Solved setting up Windows MCE(Pro?)

Gateway / Mx6436
July 23, 2010 at 20:27:37
Specs: Windows XP, 1.794 GHz / 1982 MB
When setting up Windows XP for a single user, should I be setting the type of user account as a limited account? The anti-virus software I currently use gives me a pop up warning that my current account has administrator privelages. I already installed all my software and set all my settings and stuff, so I am not likely to change anything and reload all my programs again.

I remember when Windows XP first loaded and asked me for a Administrator password, but I skipped that step, as well as all others that had the "skip" option.

Is there anything I should be doing better that I might have missed when first loading Windows?

Will creating a limited type account be more secure?

Running a limited account, will that be more like using a terminal type computer that you can rent out at any cyber cafe, as in that while running as a limited account, one can not change system settings and such?

Wich is more likely to take more damage, running an account as an administrator or using a limited type account.

I don't know much about that kind of stuff and would like to hear or view good articles that help explain the difference and what one should run.

See More: setting up Windows MCE(Pro?)

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July 23, 2010 at 23:21:41
✔ Best Answer
A limited account will certainly be more secure and safer. A user, and any software he is using, running with a limited account cannot change system settings or delete system files. This is what a Cybercafe would be using.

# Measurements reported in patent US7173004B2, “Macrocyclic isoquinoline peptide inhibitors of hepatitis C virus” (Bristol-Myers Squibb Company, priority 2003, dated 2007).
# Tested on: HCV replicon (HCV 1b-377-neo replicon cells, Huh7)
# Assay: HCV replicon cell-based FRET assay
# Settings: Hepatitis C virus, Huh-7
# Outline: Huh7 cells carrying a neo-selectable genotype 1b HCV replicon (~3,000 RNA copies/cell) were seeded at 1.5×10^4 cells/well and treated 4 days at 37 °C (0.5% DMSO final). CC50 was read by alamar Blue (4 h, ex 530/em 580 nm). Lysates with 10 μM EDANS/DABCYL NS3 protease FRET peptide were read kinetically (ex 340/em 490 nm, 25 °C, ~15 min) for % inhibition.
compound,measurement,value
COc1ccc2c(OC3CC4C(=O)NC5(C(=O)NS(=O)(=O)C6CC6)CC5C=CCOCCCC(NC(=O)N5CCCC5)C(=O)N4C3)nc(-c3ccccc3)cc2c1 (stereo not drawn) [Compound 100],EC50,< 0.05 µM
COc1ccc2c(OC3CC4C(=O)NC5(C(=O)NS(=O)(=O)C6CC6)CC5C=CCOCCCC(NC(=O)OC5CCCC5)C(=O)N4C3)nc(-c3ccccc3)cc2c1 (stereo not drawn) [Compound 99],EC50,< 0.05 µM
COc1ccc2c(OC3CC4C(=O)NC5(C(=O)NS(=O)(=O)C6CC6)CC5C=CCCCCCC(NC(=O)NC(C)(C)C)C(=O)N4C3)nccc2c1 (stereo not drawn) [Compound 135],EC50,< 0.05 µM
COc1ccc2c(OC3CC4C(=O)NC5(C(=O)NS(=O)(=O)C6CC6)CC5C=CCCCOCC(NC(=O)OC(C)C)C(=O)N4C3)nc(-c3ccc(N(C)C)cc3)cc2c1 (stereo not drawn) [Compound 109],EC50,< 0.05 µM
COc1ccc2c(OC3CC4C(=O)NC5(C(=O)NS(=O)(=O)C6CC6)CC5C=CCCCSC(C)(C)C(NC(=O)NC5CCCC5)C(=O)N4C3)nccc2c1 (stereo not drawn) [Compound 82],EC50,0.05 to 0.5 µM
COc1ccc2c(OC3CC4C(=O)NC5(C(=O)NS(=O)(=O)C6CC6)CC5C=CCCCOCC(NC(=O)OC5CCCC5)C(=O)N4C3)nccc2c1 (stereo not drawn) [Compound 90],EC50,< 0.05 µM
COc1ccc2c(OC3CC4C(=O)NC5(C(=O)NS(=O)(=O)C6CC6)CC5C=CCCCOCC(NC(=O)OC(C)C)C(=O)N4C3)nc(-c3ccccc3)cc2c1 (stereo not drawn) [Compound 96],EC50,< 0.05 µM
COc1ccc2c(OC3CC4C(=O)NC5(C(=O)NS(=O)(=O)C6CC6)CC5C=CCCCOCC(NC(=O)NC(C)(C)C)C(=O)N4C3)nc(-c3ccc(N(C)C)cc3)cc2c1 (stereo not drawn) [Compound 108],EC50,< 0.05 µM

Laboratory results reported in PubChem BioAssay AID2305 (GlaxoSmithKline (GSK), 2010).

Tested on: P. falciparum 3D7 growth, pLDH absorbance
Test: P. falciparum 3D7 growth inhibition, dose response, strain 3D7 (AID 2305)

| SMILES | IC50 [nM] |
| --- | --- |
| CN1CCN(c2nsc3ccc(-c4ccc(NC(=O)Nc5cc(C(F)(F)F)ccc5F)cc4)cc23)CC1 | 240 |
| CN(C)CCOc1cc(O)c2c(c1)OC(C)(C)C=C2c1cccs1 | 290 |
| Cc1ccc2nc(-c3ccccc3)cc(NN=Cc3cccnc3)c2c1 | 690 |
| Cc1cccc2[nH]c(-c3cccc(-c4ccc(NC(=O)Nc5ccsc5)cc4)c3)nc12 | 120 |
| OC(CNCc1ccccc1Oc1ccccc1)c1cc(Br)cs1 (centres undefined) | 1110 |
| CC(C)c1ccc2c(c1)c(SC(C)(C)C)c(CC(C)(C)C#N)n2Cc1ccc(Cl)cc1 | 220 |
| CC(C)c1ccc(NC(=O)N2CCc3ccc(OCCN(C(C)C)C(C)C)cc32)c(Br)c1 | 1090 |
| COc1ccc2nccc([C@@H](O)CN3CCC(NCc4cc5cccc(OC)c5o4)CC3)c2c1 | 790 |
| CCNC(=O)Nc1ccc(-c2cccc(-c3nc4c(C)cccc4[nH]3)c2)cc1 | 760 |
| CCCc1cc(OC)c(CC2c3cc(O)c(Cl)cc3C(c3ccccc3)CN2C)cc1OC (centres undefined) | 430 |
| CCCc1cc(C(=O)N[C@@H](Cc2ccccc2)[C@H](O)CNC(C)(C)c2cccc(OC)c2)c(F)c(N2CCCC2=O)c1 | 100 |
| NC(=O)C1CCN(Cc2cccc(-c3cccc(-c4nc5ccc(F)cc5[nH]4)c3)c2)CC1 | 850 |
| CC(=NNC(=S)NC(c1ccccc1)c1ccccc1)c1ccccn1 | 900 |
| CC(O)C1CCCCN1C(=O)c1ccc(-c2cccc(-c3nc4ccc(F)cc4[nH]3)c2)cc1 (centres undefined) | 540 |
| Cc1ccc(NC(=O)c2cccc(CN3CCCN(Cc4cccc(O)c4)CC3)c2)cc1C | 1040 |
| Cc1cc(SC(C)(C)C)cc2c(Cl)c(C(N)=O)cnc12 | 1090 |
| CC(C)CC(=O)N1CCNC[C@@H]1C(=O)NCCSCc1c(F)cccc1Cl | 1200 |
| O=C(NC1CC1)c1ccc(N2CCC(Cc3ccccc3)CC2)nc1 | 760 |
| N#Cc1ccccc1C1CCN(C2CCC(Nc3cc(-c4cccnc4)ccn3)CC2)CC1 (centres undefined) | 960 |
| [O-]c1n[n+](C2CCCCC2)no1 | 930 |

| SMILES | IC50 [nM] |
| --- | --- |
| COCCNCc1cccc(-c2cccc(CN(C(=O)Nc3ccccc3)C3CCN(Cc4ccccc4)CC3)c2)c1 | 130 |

But the problem is that a great deal of software will not run properly with a limited account. Many applications simply assume they have full access to the computer and will fail with a limited account. This will occur more often with older software but sometimes newer software as well.

It all depends on what the user will be doing. Internet browsers and software intended to be used in a managed environment will work. Others you will have to try.

I would create an admin account for your own use and reserve the Administrator account for emergencies. In any event be certain they all admin accounts have a good password. An admin account with no password or a poor one is a serious security risk.

And never forget your own password. If a limited user forgets a password the admin can simply give him a new one. If the admin forgets - then you have a serious problem. As many users on this forum have found out the hard way.

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